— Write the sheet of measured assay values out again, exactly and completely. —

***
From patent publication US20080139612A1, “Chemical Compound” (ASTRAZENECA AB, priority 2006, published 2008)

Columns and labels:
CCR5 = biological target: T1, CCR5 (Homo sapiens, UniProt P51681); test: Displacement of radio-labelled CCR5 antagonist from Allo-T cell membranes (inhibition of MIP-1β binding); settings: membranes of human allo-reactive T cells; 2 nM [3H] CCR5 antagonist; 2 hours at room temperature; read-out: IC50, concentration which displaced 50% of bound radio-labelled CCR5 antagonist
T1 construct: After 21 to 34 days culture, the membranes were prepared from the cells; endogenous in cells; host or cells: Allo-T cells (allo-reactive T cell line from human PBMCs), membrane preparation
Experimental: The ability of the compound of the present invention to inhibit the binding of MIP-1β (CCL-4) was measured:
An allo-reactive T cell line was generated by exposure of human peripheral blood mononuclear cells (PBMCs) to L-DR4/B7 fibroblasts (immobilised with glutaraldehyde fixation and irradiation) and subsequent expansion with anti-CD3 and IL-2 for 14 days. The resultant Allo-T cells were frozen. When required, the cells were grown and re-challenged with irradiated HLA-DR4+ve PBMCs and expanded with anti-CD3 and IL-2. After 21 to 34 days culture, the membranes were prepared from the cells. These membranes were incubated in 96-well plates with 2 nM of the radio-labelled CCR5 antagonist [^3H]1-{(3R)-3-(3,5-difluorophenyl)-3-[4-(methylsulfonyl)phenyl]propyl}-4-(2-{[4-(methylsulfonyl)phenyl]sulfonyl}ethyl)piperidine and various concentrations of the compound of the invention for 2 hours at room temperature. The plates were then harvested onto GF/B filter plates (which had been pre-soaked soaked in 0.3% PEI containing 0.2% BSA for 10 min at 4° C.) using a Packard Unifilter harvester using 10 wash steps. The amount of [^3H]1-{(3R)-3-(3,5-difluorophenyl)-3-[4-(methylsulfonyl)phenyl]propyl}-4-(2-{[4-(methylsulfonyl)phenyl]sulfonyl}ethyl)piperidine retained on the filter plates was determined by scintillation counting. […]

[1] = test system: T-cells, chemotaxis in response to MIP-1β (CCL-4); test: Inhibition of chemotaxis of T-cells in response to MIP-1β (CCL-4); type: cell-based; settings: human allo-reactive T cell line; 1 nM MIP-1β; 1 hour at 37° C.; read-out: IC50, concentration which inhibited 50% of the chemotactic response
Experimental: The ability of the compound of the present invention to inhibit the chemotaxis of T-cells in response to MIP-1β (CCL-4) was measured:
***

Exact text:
From patent publication US20080139612A1, “Chemical Compound” (ASTRAZENECA AB, priority 2006, published 2008)

Columns and labels:
CCR5 = biological target: T1, CCR5 (Homo sapiens, UniProt P51681); test: Displacement of radio-labelled CCR5 antagonist from Allo-T cell membranes (inhibition of MIP-1β binding); settings: membranes of human allo-reactive T cells; 2 nM [3H] CCR5 antagonist; 2 hours at room temperature; read-out: IC50, concentration which displaced 50% of bound radio-labelled CCR5 antagonist
T1 construct: After 21 to 34 days culture, the membranes were prepared from the cells; endogenous in cells; host or cells: Allo-T cells (allo-reactive T cell line from human PBMCs), membrane preparation
Experimental: The ability of the compound of the present invention to inhibit the binding of MIP-1β (CCL-4) was measured:
An allo-reactive T cell line was generated by exposure of human peripheral blood mononuclear cells (PBMCs) to L-DR4/B7 fibroblasts (immobilised with glutaraldehyde fixation and irradiation) and subsequent expansion with anti-CD3 and IL-2 for 14 days. The resultant Allo-T cells were frozen. When required, the cells were grown and re-challenged with irradiated HLA-DR4+ve PBMCs and expanded with anti-CD3 and IL-2. After 21 to 34 days culture, the membranes were prepared from the cells. These membranes were incubated in 96-well plates with 2 nM of the radio-labelled CCR5 antagonist [^3H]1-{(3R)-3-(3,5-difluorophenyl)-3-[4-(methylsulfonyl)phenyl]propyl}-4-(2-{[4-(methylsulfonyl)phenyl]sulfonyl}ethyl)piperidine and various concentrations of the compound of the invention for 2 hours at room temperature. The plates were then harvested onto GF/B filter plates (which had been pre-soaked soaked in 0.3% PEI containing 0.2% BSA for 10 min at 4° C.) using a Packard Unifilter harvester using 10 wash steps. The amount of [^3H]1-{(3R)-3-(3,5-difluorophenyl)-3-[4-(methylsulfonyl)phenyl]propyl}-4-(2-{[4-(methylsulfonyl)phenyl]sulfonyl}ethyl)piperidine retained on the filter plates was determined by scintillation counting. […]

[1] = test system: T-cells, chemotaxis in response to MIP-1β (CCL-4); test: Inhibition of chemotaxis of T-cells in response to MIP-1β (CCL-4); type: cell-based; settings: human allo-reactive T cell line; 1 nM MIP-1β; 1 hour at 37° C.; read-out: IC50, concentration which inhibited 50% of the chemotactic response
Experimental: The ability of the compound of the present invention to inhibit the chemotaxis of T-cells in response to MIP-1β (CCL-4) was measured: